There are five general ways that your dog can learn a new behaviour. Using the tricks below, you can start to train your dog almost any behaviour.
Dogs have the ability to learn by observing others. Early in life, puppies learn from their litttermates and their mother. There have been studies that have shown that dogs can learn from humans. They will follow hand motions or other cues, as you may have noticed with your own dog. Recent research has also shown this happens between dogs. A dog watching another dog performing a new task can learn much more quickly that those that had not observed another dog.
If you have more than one dog, you may have noticed that a new dog coming into the household learns many of the routines and behaviour expected from another dog in the household. This unfortunately can also happen with unwanted behaviour. To benefit from this type of learning, allowing dogs to observe each other during training sessions might speed up their training process.
Modelling is a form of dog training was popular many years ago, but is rarely seen in modern dog training. With this method, the dog is physically moved into the behaviour or position you want them to perform. For example, if you wanted to train your dog to sit, you would hold their collar while pushing down on their hind end.
This technique may eventually result in your dog sitting on command. However, it is not the most effective method of training. Your dog would likely push against your hand, so pushing up rather than the motion we'd be looking for. Your dog is also likely paying attention to the pressure on their body, and not the final movement (the sit) that is being accomplished.
As well, your dog needs to be within reach in order to train any behaviour with this method. This means that you need to be right beside your dog to train them. Physically moving an animal into position can also be a negative experience for the dog, so they may not enjoy training as much.
Luring is one of the easiest ways to get your dog to perform a behaviour. It is commonly used in puppy and obedience classes. This happens when you have a treat in your hand and move it to guide your dog to move a certain way. For example, if you want your dog to sit from a standing position, you’d move your hand (holding a treat) slightly behind or above your dogs head in an attempt to get them to back up slightly and put their hind end on the ground.
This method of training is useful for behaviours where you can use your hand motion to get your dog to move into a certain position. However, since your dog is following your hand motion and a treat, they sometimes aren’t paying attention to the behaviour THEY are performing. An excited puppy may follow your hand and treat twenty times into a sit position but not realize they are physically moving their body into a sit.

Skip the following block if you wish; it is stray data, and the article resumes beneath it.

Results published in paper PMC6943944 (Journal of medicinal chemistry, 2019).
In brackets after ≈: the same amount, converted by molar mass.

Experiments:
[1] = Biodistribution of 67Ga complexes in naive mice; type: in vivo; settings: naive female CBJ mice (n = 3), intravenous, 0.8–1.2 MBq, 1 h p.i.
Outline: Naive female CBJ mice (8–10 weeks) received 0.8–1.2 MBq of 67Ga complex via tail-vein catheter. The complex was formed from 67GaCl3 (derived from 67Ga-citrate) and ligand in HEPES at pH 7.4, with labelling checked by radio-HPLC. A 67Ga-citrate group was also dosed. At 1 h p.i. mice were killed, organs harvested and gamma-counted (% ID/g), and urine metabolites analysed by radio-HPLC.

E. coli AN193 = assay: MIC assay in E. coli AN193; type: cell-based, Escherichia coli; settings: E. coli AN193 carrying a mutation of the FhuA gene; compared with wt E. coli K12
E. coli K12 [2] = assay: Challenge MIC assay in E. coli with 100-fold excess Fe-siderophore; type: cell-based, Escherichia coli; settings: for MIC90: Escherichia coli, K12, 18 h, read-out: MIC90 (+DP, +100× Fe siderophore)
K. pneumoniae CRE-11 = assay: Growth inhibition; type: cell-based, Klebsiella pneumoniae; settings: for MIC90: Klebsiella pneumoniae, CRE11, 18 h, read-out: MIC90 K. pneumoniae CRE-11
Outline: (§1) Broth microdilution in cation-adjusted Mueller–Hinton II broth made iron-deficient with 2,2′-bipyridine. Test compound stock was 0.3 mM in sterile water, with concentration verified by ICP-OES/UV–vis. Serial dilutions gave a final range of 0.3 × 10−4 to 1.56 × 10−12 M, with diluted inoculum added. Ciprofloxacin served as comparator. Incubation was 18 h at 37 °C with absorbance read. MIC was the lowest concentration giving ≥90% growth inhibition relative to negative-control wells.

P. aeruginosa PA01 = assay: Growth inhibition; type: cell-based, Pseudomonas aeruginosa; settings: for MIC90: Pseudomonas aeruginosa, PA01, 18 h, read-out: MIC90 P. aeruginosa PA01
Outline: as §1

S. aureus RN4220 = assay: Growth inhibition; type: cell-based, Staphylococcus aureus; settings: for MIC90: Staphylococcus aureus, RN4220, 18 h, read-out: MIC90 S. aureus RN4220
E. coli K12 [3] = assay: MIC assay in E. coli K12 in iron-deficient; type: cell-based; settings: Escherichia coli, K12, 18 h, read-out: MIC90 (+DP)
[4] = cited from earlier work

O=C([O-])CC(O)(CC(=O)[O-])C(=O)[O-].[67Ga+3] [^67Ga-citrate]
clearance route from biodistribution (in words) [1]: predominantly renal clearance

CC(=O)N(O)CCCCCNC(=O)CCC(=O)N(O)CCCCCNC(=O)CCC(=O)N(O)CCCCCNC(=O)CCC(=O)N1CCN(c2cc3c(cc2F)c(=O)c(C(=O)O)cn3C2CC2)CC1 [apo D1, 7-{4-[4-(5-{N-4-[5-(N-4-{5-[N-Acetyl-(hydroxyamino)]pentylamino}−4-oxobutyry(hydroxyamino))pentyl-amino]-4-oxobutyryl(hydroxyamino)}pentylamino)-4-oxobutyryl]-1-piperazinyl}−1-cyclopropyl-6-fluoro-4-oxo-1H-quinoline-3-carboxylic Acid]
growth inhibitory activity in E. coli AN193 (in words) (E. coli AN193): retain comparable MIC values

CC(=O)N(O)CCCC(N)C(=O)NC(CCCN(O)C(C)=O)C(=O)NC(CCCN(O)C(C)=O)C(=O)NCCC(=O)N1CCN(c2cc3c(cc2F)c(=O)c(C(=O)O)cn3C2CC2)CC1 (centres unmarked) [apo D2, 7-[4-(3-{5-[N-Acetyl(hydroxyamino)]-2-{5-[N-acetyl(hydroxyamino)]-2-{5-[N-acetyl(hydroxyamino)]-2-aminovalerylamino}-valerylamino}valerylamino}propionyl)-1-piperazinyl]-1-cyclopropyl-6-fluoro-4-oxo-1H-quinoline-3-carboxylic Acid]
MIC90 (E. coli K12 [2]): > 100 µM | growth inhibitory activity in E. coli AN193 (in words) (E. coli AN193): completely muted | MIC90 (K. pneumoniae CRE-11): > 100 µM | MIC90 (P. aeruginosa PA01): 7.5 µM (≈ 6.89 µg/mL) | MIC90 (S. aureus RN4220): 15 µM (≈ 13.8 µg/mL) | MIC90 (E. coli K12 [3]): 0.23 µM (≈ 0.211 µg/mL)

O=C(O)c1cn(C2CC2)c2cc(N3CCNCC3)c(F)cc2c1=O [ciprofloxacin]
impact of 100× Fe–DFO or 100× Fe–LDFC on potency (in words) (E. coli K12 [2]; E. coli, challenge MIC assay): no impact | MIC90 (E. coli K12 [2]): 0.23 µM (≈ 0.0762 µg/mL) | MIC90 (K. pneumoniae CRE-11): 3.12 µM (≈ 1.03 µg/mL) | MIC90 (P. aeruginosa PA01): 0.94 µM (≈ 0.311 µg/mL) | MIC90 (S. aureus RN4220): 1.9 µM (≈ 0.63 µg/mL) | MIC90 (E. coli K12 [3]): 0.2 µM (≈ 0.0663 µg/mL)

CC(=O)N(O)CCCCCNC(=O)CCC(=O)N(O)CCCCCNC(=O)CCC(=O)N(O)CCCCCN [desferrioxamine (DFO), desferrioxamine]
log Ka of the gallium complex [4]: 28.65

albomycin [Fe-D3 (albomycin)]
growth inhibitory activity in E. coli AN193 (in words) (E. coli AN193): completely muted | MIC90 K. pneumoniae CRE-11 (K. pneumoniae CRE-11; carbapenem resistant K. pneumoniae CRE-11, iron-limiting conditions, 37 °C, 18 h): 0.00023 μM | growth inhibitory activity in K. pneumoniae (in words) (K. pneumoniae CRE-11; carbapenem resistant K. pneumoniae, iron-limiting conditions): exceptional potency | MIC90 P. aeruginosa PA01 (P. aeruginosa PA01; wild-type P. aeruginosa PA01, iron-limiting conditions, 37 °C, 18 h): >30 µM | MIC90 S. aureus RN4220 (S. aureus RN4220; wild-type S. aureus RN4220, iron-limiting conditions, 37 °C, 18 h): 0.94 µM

Many dogs have been successfully trained using this method. With repeated training, it will work to get your dog to perform many of the basic behaviours you’d like them to!
In this method, you ‘capture’ your dog freely performing a certain behaviour and reward them for it. Capturing a behaviour is a very effective way to train a new behaviour, but requires quite a bit of skill. For example, you pet your dog every time they happen to come sit beside you on your left side – they’re then more likely to perform that behaviour.
One of the problems with capturing is that the person needs to have really good timing. If a dog sits and then stands and you reward them, but were wanting to work on a sit, then the dog will be confused as they’ll associate the reward with the last behaviour, or last string of behaviours, performed.
Clickers are often used when capturing behaviour as they allow the dog to know exactly when they’ve performed the right behaviour. It is a quick, distinct noise, and then allows you to have the time to get a treat out to reward your dog or bend down to pet them.
Shaping a behaviour is the most complicated, but fun, method of getting a behaviour. This method involves using successive approximations to get a new behaviour. This means gradually rewarding movements that get closer and closer to the final behaviour that you’re trying to get.
If you were trying to get your dog to go over to their mat and lie down, you could reward the following steps:
1. Your dog looks towards the mat
2. Your dog takes a step towards the mat
3. Your dog takes several steps towards the mat
4. Your dog steps on the mat
5. Your dog puts all four feet on the mat
6. Your dog lies down on the mat
7. Your dog relaxes lying on the mat
This is a very simple example, but this method can be used to train quite complicated behaviours or series of behaviours. Dogs that have been trained using shaping also start to try many different behaviours. When they know that you’re in a training session they'll often try to figure out what you’d like them to do.
Using these five methods, you can train your dog almost any behaviour!